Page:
The Cathars & Their Modern Day Revival

Château de Quéribus, site of a former Cathar stronghold
From New Dawn Special Issue Vol 10 No 2 (Apr 2016)

Most forms of spirituality or religion look back to the past in some way. The past is a source of origin, tradition, revelation, and inspiration. For the medieval Cathars the most distant past was, as it is for most religions, the time in which the mythic foundation of the world was established. More recent developments, such as the coming of Jesus, brought the story forward to a new chapter. The Cathars believed that their initiation rite, the consolamentum, was the result of an unbroken tradition stretching back to Jesus himself.

Aspiring modern Cathars look back to the myths of the original spiritual realm, the fall of Satan and the angels, and the creation of the material world in which souls reincarnate until they can escape. They also look back to the historical groups and individuals who were involved with the development of this worldview in the first place. Modern esoteric lineages typically derive not from antiquity but from revivals that occurred in the eighteenth, nineteenth and twentieth centuries. Thus when exploring movements like the Gnostics of antiquity or the Cathars of the Middle Ages, the modern spiritual seeker is often presented with a melange of spiritually-unsympathetic popular history, obtuse scholarly research, and a revivalist esoteric tradition that often has little to do with critical history.

The Cathars are best known not for what they did but for what was done to them. The Albigensian Crusade, launched in 1209 on the authority of Pope Innocent III, laid waste to the Languedoc in the south of France. The Inquisition was subsequently founded to root out and eradicate what remained of the Cathar heresy. Books on the Cathars focus on the relentless march of the crusading army as it moves from castle to castle, siege to siege, atrocity to atrocity. Or historians weigh up the influence of the Inquisition, a ruthless bureaucracy that survived into the nineteenth century. Tourists visit the Languedoc, now branded as Cathar country, for the fairytale citadel of Carcassonne, restored in the nineteenth century, for the wild ruins of medieval castles on challenging hilltops, and for the relaxed locals, good weather, cheap food and wine.

The reader of a history of the Cathars encounters a list of atrocities so numbingly extensive she is at risk of experiencing compassion fatigue. After the crusaders ended the siege of the city of Bram, 99 men had their noses and upper lips cut off, were blinded, and were tied together with another one-eyed man at their head to lead them. This is perhaps the most colourfully brutal event of the crusade but it is merely one example and certainly did not have the highest body count. The Inquisition mopped up the survivors.

The contrast between the Cathars themselves, with their high ethical standards, kindness and deep spirituality, and the crusaders and Inquisitors, reminds me of P.D. Ouspensky’s view of esotericism and history. The history we know, the history of war and temporal power, is the history of crime. But there is another history, the history of esotericism. It is that other history that interests me. Fragments of Cathar beliefs can be dug out of the writings of the Catholic intellectuals who opposed them, like shards of tile that make up a buried mosaic. We cannot reconstruct the inner lives of the Cathars by scholarship, yet knowledge of their beliefs and practices suggest to us by analogy what their inner experiences may have been.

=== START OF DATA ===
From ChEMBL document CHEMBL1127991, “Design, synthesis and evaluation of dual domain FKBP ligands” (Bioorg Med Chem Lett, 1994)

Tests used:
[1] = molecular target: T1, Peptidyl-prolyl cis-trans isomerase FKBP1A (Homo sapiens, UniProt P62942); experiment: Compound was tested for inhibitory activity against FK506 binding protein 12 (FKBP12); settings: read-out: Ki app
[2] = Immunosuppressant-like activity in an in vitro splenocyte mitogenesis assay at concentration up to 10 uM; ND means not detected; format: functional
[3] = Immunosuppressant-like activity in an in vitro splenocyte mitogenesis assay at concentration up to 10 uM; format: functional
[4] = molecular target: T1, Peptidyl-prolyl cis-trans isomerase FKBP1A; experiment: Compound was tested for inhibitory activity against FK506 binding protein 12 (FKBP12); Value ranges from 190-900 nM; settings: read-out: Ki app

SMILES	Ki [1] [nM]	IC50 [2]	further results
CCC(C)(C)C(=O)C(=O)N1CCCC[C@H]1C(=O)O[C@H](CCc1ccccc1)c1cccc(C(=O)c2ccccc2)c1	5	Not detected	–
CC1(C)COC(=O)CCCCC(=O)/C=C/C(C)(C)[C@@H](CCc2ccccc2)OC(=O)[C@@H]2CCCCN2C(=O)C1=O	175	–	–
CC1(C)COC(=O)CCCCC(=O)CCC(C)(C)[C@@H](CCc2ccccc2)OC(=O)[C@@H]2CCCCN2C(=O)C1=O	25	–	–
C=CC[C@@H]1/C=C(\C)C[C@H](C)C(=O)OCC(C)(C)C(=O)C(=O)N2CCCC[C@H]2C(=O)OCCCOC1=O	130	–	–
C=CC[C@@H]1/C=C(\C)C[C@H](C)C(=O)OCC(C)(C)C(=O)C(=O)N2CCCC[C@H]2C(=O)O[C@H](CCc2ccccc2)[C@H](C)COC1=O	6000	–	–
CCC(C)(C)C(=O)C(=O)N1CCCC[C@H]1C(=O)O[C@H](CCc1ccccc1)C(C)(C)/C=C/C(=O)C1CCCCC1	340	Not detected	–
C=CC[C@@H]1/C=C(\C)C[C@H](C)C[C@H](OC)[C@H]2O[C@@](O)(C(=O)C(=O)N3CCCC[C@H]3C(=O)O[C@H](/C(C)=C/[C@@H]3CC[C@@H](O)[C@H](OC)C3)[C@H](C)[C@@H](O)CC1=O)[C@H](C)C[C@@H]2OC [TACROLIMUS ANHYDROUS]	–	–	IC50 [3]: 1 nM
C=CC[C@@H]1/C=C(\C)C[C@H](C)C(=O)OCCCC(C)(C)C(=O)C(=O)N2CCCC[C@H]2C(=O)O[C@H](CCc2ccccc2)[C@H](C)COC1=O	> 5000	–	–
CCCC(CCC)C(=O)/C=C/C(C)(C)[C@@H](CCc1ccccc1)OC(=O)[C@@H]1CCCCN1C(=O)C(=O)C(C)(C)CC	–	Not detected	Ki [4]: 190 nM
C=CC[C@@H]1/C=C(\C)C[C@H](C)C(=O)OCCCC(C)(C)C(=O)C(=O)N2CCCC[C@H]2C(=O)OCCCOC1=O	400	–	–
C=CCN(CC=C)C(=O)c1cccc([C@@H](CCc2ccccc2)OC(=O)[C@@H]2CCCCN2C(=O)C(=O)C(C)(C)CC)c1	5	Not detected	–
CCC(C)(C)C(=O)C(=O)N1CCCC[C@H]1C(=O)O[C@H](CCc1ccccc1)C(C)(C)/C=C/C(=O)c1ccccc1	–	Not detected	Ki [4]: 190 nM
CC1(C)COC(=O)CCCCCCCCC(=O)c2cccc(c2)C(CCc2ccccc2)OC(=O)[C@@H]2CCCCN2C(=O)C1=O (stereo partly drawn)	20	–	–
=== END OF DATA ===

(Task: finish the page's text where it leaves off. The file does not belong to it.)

Although the Cathars were typically principled, enlightened and simple people, they by no means uniformly lived up to their high standards. The Italian Cathars were embroiled in turf wars and denominational disputes. William Bélibaste, the last Cathar Perfect in the Languedoc, was a murderer who bedded many women in violation of his vows and tried to cover up his shortcomings.

To the Cathars, the material world was intrinsically evil, fashioned by the devil, the god of this world. The heavenly realm of the true God existed in spirit only. Catharism really was an esoteric religion. In a pattern still demonstrated by many of the minority religions of the Middle East, such as Mandaeans, Yazidis, Alawites, and Druze, a large community of lay people support the inner circle of priests or clerics or Perfect. The rite of the consolamentum dedicated the aspirant to the austere restrictions and responsibility of the Cathar Perfect. When the spirit is said to descend on the participant during the consolamentum or when the spirit is so much part of the Cathar myth, I cannot believe this was not accompanied by some sort of transcendent mystical experience.

To some extent the Cathars have been treated by esotericists as a blank canvas onto which many different patterns are painted. Many of the extravagant claims of neo-Cathars have little to do with the remnants of the Cathars that history bequeaths us. I found myself in sympathy with these romantic esotericists but wanting to test their more fantastic claims.

The Neo-Cathars